Direct Gloving Strategy: A Cluster-randomized Trial
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|ClinicalTrials.gov Identifier: NCT03119389|
Recruitment Status : Completed
First Posted : April 18, 2017
Results First Posted : May 19, 2020
Last Update Posted : May 19, 2020
|Condition or disease||Intervention/treatment||Phase|
|Hand Hygiene||Behavioral: Donning Non-Sterile Gloves without HH||Not Applicable|
This study seeks to investigate alternative strategies to hand hygiene (HH) and glove use in situations where glove use is required to perform health care activities in an effort to increase compliance with infection prevention efforts.
HH is the cornerstone of infection prevention. Despite the importance of and increased focus on HH, compliance remains low in healthcare settings (40% on average in a large meta-analysis). Insufficient time, high workload and under staffing are important barriers. Glove use, which is common and increasing, is another major barrier. New strategies are needed that improve time and efficiency particularly in settings where glove use is required (e.g. Contact Precautions). One area for further study is the requirement for HH prior to non-sterile glove use. This is a recommended practice with poor compliance that may be unnecessary. Furthermore, it may lead to reduced compliance with other recommended infection prevention practices, such as glove use. In this proposal the investigators identify a novel strategy of directly gloving without performing HH prior to non-sterile glove use as a potential solution.
In this study the investigators aim to perform a multicenter, cluster-randomized trial to evaluate the efficacy of direct gloving to improve compliance with infection prevention practices (i.e. HH and glove use). Herein, the investigators will evaluate the safety and efficacy of directly gloving (compared to performing HH prior to glove use) and assess whether this strategy will lead to increased compliance with both HH and glove use. The investigators previously demonstrated the safety of this strategy in a single-center randomized controlled pilot trial where the investigators found no difference in bacterial contamination of gloves of healthcare providers who either performed or did not perform HH prior to donning non-sterile gloves. Thus, with potentially no added benefit and in a setting where the investigators know that HH compliance is the lowest (i.e. prior to glove use), mandating HH prior to donning gloves as recommended in current guidelines could actually reduce both HH and glove compliance, placing patients at increased risk for developing infection.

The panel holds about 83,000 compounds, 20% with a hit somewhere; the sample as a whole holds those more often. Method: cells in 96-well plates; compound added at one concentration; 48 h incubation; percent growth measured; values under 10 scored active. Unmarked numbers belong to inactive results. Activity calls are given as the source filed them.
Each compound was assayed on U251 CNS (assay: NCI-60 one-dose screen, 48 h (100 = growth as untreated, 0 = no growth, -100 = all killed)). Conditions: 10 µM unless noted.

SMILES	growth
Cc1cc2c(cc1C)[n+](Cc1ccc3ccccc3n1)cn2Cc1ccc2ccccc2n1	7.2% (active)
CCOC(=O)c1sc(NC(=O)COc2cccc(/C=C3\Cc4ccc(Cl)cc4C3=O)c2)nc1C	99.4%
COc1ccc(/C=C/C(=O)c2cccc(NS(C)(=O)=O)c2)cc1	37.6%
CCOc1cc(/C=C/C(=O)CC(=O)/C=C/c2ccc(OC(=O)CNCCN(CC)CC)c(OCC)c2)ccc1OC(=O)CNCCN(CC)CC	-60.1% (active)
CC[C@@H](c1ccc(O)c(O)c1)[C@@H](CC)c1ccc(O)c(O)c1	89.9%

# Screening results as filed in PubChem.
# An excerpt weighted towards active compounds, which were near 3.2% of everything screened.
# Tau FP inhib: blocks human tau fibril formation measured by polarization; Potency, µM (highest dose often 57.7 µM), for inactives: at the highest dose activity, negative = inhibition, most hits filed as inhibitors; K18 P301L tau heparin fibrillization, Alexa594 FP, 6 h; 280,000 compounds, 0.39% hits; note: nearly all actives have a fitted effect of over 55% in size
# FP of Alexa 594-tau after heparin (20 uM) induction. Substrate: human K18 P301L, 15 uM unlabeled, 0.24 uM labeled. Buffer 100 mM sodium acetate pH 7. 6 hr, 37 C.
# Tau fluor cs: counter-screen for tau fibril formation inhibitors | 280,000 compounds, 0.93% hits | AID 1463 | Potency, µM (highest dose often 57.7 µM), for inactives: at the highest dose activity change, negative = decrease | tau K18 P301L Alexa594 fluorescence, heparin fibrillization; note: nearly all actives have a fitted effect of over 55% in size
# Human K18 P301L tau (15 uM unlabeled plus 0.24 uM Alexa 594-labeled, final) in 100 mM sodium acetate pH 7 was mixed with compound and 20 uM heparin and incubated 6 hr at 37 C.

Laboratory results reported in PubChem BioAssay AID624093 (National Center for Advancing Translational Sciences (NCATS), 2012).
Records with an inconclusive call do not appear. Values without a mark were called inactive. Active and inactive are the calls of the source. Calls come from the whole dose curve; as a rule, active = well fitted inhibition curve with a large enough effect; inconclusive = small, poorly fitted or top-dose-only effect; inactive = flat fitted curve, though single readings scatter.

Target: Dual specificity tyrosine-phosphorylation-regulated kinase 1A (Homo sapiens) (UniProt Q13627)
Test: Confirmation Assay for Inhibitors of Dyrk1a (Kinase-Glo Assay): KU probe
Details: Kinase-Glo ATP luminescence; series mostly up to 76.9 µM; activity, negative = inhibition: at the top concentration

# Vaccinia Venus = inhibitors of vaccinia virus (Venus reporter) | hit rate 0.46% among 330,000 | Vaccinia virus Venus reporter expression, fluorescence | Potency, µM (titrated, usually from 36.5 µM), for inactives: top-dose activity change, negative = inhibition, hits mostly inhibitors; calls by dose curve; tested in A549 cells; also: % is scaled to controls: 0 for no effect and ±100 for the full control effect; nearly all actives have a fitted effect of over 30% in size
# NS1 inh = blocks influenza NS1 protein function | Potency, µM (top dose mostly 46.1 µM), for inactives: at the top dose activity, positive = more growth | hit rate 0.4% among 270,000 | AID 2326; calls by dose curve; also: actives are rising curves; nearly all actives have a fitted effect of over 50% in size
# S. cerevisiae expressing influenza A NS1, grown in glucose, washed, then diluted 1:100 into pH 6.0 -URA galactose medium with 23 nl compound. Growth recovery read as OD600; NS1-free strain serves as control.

|Study Type :||Interventional (Clinical Trial)|
|Actual Enrollment :||14418 participants|
|Intervention Model:||Parallel Assignment|
|Masking:||None (Open Label)|
|Official Title:||Efficacy of a Direct Gloving Strategy to Improve Compliance With Infection Prevention Practices: A Cluster-randomized Trial|
|Actual Study Start Date :||January 1, 2016|
|Actual Primary Completion Date :||November 30, 2017|